The California Public Utilities Commission (CPUC) granted permits allowing General Motors’ Cruise and Alphabet’s Waymo to operate their driverless robotaxis in San Francisco around the clock, marking a significant step forward for autonomous vehicles. Waymo, originally Google’s Self-Driving Car Project, had previously operated under certain restrictions. The CPUC’s decision also raises the possibility of competition from companies like Uber, Lyft, and Tesla in the future. Despite this progress, there have been concerns and incidents, including clashes with emergency responders and vehicles getting stuck in restricted areas.
Waymo sees this permit as the start of its commercial operations in San Francisco, expressing gratitude for the CPUC’s confidence and support from communities. The decision could pave the way for other companies to enter the autonomous ride-hailing market.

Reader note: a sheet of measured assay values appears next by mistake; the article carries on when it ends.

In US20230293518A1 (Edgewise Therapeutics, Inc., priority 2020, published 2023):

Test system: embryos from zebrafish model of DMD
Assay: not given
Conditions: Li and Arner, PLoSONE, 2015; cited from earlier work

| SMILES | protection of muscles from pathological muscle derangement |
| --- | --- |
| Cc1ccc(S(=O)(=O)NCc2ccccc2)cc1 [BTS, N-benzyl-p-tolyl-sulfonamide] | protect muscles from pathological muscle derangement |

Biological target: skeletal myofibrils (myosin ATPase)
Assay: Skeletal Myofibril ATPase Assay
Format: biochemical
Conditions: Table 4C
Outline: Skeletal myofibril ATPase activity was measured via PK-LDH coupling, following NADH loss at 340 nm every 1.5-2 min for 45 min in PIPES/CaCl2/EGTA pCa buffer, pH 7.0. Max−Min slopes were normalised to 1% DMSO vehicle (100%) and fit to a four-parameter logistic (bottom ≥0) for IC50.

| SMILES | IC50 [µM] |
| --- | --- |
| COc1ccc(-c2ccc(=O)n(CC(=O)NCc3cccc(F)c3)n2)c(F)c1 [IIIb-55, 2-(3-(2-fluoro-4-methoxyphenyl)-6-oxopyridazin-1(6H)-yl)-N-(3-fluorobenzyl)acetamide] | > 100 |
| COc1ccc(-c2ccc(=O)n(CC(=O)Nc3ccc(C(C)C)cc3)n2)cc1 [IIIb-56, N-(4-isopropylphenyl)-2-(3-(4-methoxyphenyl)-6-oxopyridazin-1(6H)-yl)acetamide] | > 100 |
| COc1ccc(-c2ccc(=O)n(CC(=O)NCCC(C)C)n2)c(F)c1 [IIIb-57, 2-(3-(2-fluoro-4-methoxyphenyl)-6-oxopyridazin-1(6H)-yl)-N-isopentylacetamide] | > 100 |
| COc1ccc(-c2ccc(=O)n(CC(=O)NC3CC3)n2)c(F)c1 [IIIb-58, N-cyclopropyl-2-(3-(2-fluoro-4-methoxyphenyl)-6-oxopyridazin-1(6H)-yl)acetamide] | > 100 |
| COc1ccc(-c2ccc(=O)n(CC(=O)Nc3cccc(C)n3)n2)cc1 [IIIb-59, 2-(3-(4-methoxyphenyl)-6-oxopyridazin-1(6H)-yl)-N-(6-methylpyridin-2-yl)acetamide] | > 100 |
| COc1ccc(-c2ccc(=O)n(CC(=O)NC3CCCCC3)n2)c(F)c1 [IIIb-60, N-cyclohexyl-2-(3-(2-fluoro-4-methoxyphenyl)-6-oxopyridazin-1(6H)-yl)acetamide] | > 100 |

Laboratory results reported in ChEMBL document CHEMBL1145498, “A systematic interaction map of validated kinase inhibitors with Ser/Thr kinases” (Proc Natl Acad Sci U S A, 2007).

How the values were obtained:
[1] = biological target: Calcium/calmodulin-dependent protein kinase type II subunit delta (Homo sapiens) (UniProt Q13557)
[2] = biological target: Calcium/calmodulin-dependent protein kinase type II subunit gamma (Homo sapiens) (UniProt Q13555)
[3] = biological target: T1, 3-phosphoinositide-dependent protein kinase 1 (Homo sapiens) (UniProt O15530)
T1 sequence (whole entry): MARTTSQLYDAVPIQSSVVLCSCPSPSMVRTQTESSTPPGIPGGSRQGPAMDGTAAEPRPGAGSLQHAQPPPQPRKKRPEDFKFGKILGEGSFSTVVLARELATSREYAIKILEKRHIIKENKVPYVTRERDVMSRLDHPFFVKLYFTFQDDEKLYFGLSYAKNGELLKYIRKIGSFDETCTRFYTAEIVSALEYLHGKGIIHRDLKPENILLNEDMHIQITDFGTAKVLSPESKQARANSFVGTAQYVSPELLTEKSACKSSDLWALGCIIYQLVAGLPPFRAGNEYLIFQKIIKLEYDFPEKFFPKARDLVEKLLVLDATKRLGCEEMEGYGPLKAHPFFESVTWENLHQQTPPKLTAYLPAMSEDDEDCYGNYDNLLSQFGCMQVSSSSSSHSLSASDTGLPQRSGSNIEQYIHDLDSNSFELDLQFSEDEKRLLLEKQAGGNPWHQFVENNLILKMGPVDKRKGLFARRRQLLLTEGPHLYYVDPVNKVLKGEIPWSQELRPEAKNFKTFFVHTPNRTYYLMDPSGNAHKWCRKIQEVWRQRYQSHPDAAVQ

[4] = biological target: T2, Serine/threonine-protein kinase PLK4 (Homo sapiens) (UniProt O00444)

Despite opposition from various quarters, including police and fire departments, and bike advocates, the CPUC’s approval suggests a growing acceptance of autonomous vehicles on San Francisco streets. The article mentions instances of driverless cars causing challenges for emergency personnel and crossing into restricted areas.
Both Cruise and Waymo operate their autonomous vehicles in other cities as well, such as Phoenix and Austin, and GM has highlighted Cruise’s rapid scaling progress, reaching 3 million driverless miles in a short time. Alphabet, the parent company of Waymo, has secured substantial funding for its operations.
In recent developments, Cruise has entered an agreement with local chapters of labor unions to employ workers for constructing and staffing Cruise facilities. The future of robotaxis in other US cities is a topic of discussion, inviting readers to comment on potential locations for their operation.